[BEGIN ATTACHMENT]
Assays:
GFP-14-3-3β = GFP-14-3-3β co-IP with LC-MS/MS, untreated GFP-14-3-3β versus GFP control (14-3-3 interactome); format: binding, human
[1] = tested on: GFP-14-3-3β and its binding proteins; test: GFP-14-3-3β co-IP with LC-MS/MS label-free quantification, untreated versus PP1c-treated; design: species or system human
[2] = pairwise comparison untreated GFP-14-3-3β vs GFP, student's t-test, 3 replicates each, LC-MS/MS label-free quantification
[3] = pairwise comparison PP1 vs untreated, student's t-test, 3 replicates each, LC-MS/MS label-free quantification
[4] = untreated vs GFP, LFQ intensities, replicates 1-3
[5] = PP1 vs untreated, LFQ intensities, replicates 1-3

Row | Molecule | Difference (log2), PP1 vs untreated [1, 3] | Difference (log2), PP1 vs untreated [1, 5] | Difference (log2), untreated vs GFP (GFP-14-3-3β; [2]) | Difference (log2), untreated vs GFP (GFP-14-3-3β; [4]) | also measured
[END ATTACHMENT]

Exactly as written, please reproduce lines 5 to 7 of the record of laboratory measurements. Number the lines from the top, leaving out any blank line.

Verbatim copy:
[3] = pairwise comparison PP1 vs untreated, student's t-test, 3 replicates each, LC-MS/MS label-free quantification
[4] = untreated vs GFP, LFQ intensities, replicates 1-3
[5] = PP1 vs untreated, LFQ intensities, replicates 1-3